The 411 on How to Grow and Harvest Cabbage
Chop it for coleslaw or shred it for stir-fry. Any way you slice it, cabbage is king.
This hybrid cabbage forms big, blue-green heads. Southern gardeners can plant it in spring and fall. It's a good summer cabbage for Northern gardens.
Cabbage loves cool weather. It’s hardy enough to tolerate a light freeze or frost, and many gardeners say the cold sweetens its flavor. If you planted in spring or early summer, your cabbages will be ready to harvest by fall.
If you didn't plant this year, you can sow cabbage seeds next spring. Start them indoors about 6 to 8 weeks before the last frost. The plants will be ready for the garden after they produce their second set of leaves. But before you transplant them, harden them off by putting them outside in a sheltered spot for a couple of hours each day. Gradually increase their time outdoors over a week or so. Then space them as far apart in the ground as directed on the seed package, and mulch to help retain moisture and prevent weeds. Thin the transplants when they’re about 5” high. Buy cabbage starts, if you'd rather skip the seeds.
'Chinese Napa' has a mild taste and thick, white midribs. Plant it in full sun to partial shade, in fall, spring or early summer. It’s ready to harvest in 45-60 days.
Wait about 3 weeks before applying fertilizer, and keep the soil evenly moist to help prevent the heads from splitting. Give them 1-2” inches of water per week if there’s not enough rain.
Harvesting and Storing Cabbage
Your seed packet will tell you approximately when your variety will mature, but you can double-check by squeezing the heads. When they're ready to harvest, they'll feel firm and solid.
Use a sharp knife to cut the head from the base, leaving the outer leaves on the stalk so smaller, side heads can grow. (Early cabbages are your best bet for getting a second harvest.) Remove all but 3 or 4 side heads, which will grow about as big as tennis balls.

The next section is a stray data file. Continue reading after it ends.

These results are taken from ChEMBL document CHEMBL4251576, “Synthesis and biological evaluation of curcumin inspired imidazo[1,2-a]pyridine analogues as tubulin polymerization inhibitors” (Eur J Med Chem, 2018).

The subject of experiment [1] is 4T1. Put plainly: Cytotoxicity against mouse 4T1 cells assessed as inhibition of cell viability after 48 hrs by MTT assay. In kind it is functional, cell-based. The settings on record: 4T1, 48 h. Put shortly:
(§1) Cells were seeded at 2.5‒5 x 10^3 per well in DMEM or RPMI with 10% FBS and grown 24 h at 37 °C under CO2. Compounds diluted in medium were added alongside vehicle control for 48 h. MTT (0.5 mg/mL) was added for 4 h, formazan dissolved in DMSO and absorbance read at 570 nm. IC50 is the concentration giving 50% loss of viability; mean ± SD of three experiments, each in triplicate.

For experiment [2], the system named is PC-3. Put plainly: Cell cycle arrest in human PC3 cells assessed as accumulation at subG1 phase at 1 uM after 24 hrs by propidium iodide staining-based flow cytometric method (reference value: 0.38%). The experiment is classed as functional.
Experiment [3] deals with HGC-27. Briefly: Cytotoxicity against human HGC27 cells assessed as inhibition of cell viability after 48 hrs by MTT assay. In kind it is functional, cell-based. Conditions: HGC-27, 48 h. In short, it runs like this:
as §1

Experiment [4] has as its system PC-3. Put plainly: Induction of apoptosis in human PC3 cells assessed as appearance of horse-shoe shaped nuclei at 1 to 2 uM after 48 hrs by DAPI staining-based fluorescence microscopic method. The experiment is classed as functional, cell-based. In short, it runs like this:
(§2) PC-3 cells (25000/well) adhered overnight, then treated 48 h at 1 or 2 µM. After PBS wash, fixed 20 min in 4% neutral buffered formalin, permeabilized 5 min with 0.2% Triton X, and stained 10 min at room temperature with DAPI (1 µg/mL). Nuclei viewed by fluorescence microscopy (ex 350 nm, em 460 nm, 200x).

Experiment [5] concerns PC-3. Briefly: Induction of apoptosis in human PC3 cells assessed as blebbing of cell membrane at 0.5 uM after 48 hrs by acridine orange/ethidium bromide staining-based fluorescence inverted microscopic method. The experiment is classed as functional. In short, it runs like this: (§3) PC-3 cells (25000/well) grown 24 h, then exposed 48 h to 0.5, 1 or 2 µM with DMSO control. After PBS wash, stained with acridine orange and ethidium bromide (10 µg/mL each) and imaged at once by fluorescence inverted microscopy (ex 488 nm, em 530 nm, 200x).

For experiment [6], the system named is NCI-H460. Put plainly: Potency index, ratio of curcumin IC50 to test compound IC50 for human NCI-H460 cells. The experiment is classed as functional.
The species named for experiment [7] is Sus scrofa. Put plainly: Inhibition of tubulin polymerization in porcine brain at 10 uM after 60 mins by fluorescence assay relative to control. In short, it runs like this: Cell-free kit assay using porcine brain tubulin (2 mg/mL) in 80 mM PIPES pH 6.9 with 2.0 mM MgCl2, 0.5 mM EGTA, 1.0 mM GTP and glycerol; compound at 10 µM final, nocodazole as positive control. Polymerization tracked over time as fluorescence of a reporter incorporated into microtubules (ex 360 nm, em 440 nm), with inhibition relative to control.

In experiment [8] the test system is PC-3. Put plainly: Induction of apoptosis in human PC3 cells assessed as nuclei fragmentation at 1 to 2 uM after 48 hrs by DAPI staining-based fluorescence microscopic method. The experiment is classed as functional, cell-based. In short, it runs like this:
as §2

W. Atlee Burpee Co.
Use the large, mild leaves of 'Big Flat Head' as sandwich wraps or for slaw or cooked dishes. Give it full sun and harvest in 80-85 days.
Instead of cutting the cabbage heads, some gardeners grab them with both hands and pull, or give them a quick twist to snap them off. Keep the cut heads in a shady spot until you take them indoors.
After you've harvested the heads, pull the plants out of the ground. Toss healthy plant parts into the compost pile, and trash anything that looks diseased or infested with pests.
Let the heads dry, and loosely wrap them in plastic. Store them in the refrigerator for up to two weeks.
When you’re ready to plant next season, start before the temperatures rise. If you live where the weather heats up fast, wait until fall to plant, or about 8 weeks before your first frost.
Rotate your crops to different parts of your garden every year, so diseases won’t build up in the soil.
Let The Kids Grow Giant Cabbages
Registration is open year-round for the National Bonnie Plants Third Grade Cabbage Program. It’s a free, fun way to get kids interested in gardening and outdoors in the fresh air and sunshine.
Any third-grade classroom in the U.S. can participate. Third grade teachers, sign up for the 2018 program. Be sure to register before Feb. 15, 2018, or your school may not get a spot until next year.
Once your registration is confirmed, Bonnie Plants trucks will deliver 2” cabbage plants, and instructions for growing them, to each school in the spring of 2018. To make the contest more fun, the plants are oversized varieties that can grow to over 40 pounds.
The kids will grow their cabbages at home, and at the end of the growing season, each teacher will choose a class winner. (Teachers, you’ll get details on how to choose.) The winning names will be entered in a state-wide scholarship drawing, and 48 winners will be randomly selected by each state’s Department of Agriculture. One student from each state will receive a $1,000 scholarship.
In case you’re wondering: the biggest cabbage grown for the contest to date weighed 75-pounds! For more information, see Bonnie Plants.